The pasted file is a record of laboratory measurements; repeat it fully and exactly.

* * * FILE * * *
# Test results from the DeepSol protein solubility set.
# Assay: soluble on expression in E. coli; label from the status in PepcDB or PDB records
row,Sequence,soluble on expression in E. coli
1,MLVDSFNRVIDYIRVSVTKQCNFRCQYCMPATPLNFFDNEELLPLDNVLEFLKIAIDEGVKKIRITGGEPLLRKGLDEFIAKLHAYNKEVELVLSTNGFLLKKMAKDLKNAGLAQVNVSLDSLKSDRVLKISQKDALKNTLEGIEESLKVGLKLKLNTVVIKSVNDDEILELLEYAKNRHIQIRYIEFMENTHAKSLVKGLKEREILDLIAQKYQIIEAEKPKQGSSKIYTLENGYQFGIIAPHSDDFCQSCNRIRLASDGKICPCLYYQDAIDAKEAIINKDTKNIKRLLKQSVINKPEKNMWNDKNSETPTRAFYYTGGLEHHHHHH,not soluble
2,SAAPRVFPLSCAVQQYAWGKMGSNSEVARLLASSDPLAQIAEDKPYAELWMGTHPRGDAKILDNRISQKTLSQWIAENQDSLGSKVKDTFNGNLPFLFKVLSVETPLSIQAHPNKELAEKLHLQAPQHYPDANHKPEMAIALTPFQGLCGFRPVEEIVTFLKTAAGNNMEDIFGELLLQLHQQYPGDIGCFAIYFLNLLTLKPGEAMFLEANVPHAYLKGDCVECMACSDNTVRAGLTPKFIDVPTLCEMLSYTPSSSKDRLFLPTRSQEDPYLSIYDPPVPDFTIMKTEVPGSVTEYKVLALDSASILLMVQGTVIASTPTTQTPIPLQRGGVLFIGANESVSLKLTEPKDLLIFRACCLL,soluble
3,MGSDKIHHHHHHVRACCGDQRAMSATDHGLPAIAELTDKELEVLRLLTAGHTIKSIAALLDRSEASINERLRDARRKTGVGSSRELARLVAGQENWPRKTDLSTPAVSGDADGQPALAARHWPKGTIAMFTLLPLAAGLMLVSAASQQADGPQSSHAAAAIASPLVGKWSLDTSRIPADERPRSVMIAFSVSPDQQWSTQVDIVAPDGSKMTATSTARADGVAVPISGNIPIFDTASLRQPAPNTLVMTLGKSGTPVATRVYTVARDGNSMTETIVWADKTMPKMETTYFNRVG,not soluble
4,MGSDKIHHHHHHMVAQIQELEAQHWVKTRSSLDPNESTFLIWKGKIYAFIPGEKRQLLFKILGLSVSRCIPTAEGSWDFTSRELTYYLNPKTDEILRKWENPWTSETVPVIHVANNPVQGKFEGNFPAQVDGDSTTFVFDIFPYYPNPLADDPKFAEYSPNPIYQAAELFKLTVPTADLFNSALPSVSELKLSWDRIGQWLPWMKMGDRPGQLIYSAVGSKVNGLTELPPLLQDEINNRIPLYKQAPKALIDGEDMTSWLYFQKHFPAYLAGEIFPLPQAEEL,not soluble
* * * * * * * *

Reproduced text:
# Test results from the DeepSol protein solubility set.
# Assay: soluble on expression in E. coli; label from the status in PepcDB or PDB records
row,Sequence,soluble on expression in E. coli
1,MLVDSFNRVIDYIRVSVTKQCNFRCQYCMPATPLNFFDNEELLPLDNVLEFLKIAIDEGVKKIRITGGEPLLRKGLDEFIAKLHAYNKEVELVLSTNGFLLKKMAKDLKNAGLAQVNVSLDSLKSDRVLKISQKDALKNTLEGIEESLKVGLKLKLNTVVIKSVNDDEILELLEYAKNRHIQIRYIEFMENTHAKSLVKGLKEREILDLIAQKYQIIEAEKPKQGSSKIYTLENGYQFGIIAPHSDDFCQSCNRIRLASDGKICPCLYYQDAIDAKEAIINKDTKNIKRLLKQSVINKPEKNMWNDKNSETPTRAFYYTGGLEHHHHHH,not soluble
2,SAAPRVFPLSCAVQQYAWGKMGSNSEVARLLASSDPLAQIAEDKPYAELWMGTHPRGDAKILDNRISQKTLSQWIAENQDSLGSKVKDTFNGNLPFLFKVLSVETPLSIQAHPNKELAEKLHLQAPQHYPDANHKPEMAIALTPFQGLCGFRPVEEIVTFLKTAAGNNMEDIFGELLLQLHQQYPGDIGCFAIYFLNLLTLKPGEAMFLEANVPHAYLKGDCVECMACSDNTVRAGLTPKFIDVPTLCEMLSYTPSSSKDRLFLPTRSQEDPYLSIYDPPVPDFTIMKTEVPGSVTEYKVLALDSASILLMVQGTVIASTPTTQTPIPLQRGGVLFIGANESVSLKLTEPKDLLIFRACCLL,soluble
3,MGSDKIHHHHHHVRACCGDQRAMSATDHGLPAIAELTDKELEVLRLLTAGHTIKSIAALLDRSEASINERLRDARRKTGVGSSRELARLVAGQENWPRKTDLSTPAVSGDADGQPALAARHWPKGTIAMFTLLPLAAGLMLVSAASQQADGPQSSHAAAAIASPLVGKWSLDTSRIPADERPRSVMIAFSVSPDQQWSTQVDIVAPDGSKMTATSTARADGVAVPISGNIPIFDTASLRQPAPNTLVMTLGKSGTPVATRVYTVARDGNSMTETIVWADKTMPKMETTYFNRVG,not soluble
4,MGSDKIHHHHHHMVAQIQELEAQHWVKTRSSLDPNESTFLIWKGKIYAFIPGEKRQLLFKILGLSVSRCIPTAEGSWDFTSRELTYYLNPKTDEILRKWENPWTSETVPVIHVANNPVQGKFEGNFPAQVDGDSTTFVFDIFPYYPNPLADDPKFAEYSPNPIYQAAELFKLTVPTADLFNSALPSVSELKLSWDRIGQWLPWMKMGDRPGQLIYSAVGSKVNGLTELPPLLQDEINNRIPLYKQAPKALIDGEDMTSWLYFQKHFPAYLAGEIFPLPQAEEL,not soluble